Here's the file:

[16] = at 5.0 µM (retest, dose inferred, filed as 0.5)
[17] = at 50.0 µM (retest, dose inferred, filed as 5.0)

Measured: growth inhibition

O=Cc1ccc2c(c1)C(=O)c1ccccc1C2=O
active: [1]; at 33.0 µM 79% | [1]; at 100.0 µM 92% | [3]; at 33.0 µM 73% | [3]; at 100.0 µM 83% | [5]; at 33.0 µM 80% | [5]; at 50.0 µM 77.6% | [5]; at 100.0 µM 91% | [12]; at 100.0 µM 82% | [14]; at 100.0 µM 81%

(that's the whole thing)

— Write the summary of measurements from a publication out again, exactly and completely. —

[16] = at 5.0 µM (retest, dose inferred, filed as 0.5)
[17] = at 50.0 µM (retest, dose inferred, filed as 5.0)

Measured: growth inhibition

O=Cc1ccc2c(c1)C(=O)c1ccccc1C2=O
active: [1]; at 33.0 µM 79% | [1]; at 100.0 µM 92% | [3]; at 33.0 µM 73% | [3]; at 100.0 µM 83% | [5]; at 33.0 µM 80% | [5]; at 50.0 µM 77.6% | [5]; at 100.0 µM 91% | [12]; at 100.0 µM 82% | [14]; at 100.0 µM 81%